In order to prevent the lubricant collected by the baflies 16 and 17 from'flowing directly into the crank case I provide a second pair of baffles 18 and 19 positioned beneath the bafiies aforesaid so as to receive the lubricant discharged by the latter. Thebaflies 18 and 19 also extendacross opposite ends of the crank case and are secured to the "side walls of the crank case in any suitable man: ner. The outer ends of the bafiies 18 and 19 are spaced a suitable distance from the end walls of. the crank case to provide a passage 20 establishing communication with the crank case and the inner ends thereof extend in- V 'wardly beyond the ends of the baflies 16 and that these latter baifi'es are inclined downwardly toward the end walls of the casing this lubricant will flow toward the latter through the passage into the crank case at a point remote from the ump. Thus it will 7 be apparent that" by the time this lubricant reaches the pump for circulation thereby it will have expelled a large percentage of its heat. As shown 'in Figure 2, the baflies are arcuate in cross-section with the result that the'l'ubricant deposited thereon flows against the side walls of the casing which serve to absorb and radiate a large percentage of the heat carried by thelubrifcant.

. Thus from the foregoing it will be noted that I have provided a simple but eifective means for discharging the lubricant draining from the bearings of the engine into the crank case at a point remote from the pump with the 'res'ult that by the time this lubricant again reaches the pump for circulation the temperature of the same will be substantially normal. 7 v r 'What' I claim as my invention is:

1; In an internal combustion engine, a crank case adapted to contain a supply of lubricant, a lubricant pump positioned within the crank case intermediate the ends thereof and operable to distribute lubricant upon certain parts of the engine, a baffle secured within the crank case above the lubricant supplyand extending inwardly from one wall thereof to a point adjacent the pump, said baflie being inclined downwardly from the wall aforesaid toward the pump and operable to prevent the lubricant within the crank case from splashing out of the same and to collect the'lubricant draining from the parts aforesaid of the engine, and a second battle in the crank case disposed below the baffle aforesaid and-inclined downwardly toward the said wall and spaced therefrom,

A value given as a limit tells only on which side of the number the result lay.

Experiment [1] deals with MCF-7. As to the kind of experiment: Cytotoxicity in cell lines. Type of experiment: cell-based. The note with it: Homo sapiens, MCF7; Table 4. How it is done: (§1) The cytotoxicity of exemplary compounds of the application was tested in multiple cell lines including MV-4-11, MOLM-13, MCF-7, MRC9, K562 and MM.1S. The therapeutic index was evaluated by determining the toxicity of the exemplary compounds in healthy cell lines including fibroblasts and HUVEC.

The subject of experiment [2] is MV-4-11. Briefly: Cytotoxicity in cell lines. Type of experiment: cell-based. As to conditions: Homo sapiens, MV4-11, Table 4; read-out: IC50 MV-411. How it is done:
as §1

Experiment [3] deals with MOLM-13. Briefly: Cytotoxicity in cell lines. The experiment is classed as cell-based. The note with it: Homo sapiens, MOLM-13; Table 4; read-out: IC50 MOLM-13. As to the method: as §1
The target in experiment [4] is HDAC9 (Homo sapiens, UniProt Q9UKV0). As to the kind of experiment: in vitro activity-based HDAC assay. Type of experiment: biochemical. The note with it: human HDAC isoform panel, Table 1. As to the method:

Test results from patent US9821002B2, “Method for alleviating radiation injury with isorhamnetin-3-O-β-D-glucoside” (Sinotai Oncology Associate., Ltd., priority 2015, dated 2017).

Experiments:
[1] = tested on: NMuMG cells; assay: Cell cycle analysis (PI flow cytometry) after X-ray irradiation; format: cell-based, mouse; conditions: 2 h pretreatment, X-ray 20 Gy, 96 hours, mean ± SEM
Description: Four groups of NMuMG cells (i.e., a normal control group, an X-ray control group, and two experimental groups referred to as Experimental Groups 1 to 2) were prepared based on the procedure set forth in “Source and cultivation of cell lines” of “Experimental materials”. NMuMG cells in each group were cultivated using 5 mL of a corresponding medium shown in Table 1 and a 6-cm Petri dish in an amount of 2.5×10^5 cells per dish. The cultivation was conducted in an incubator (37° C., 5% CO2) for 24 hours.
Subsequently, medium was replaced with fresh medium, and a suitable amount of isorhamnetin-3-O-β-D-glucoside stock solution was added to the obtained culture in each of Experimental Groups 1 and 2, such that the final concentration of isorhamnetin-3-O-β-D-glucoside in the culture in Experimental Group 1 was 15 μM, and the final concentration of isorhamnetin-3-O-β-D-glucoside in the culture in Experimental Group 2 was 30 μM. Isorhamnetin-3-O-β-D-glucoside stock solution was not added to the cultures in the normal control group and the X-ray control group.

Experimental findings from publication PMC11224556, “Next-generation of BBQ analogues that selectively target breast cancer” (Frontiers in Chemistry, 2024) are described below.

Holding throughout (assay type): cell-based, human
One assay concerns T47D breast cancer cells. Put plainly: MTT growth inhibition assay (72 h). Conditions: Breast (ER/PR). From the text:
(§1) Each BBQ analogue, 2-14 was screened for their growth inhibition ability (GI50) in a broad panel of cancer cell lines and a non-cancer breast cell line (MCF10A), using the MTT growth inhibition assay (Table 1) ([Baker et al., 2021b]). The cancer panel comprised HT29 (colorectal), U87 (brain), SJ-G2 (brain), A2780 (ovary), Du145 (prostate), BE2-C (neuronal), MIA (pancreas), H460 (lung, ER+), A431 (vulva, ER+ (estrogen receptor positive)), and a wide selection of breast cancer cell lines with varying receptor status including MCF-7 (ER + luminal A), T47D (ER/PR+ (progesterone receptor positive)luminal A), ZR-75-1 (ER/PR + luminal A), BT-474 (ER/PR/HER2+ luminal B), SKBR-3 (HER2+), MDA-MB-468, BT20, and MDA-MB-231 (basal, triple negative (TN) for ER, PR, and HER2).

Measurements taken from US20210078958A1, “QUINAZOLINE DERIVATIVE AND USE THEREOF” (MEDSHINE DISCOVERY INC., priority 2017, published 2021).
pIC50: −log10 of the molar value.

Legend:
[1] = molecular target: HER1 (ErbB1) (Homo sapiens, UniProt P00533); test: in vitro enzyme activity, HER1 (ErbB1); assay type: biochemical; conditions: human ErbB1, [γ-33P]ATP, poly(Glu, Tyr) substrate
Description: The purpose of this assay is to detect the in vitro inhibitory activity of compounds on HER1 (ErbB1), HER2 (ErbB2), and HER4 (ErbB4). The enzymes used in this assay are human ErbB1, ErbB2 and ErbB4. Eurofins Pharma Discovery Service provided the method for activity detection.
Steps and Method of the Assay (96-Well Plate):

said second battle adapted to receive the lubricant collected by the first mentioned baffle.

and, discharge the same into the crank case through the, space between the outer end thereof and the wall aforesaid.

'2. In an internal combustion engine, a crank case adapted to contain a supply of lubricant, a lubricant pump associated with venting the lubricant in the latter from splashing out of the same, said baffle terminating adjacent the pump and operable to collect the lubricant draining from the parts of the engine aforesaid and to cause the lubricant to flow in a direction toward the pump, and a second baffle position'ed'below 'tlie baflile aforesaid and adapted to collect the lubricant draining from the firstmentioned baflieand discharge the same into the crank case at a point remote from the pump. 3. In an internal combustion engine, a crank case adapted to contain a supply of lubrieant,'a lubricant pump associated with the crank case and operable to withdraw lubricant from a point within the crankcase and distribute the lubricant upon certain parts of the engine, a baflie arranged within the crank case above the' normal level of the lubricant in the latter and inclined to cause the lubricant draining from the engine to flow in a direction toward the point aforesaid and means "for collecting the'lubricant draining from said baflle and operable to discharge said lubricant into the crank case at a point remote from the point above mentioned. V 7 i V at. In an internal combustion engine, a crank case adapted to contain a supply of lubricant, a lubricant pump associated with the crank case and operable to withdraw lubricant from a point within the crank case ing and deposit the l ubricant upon certain parts of the engine, bafiie arranged above the normal level of the lubricant and engaging portions of the sidewalls of the casing, said baffle being bowed upwardly transversely of the casing to compel lubricant draining from the engine to flow into close proximity to the side walls aforesaid whereby the latter operate to abso rb and radiate a large percentage ofthe heat carried by the lubricant.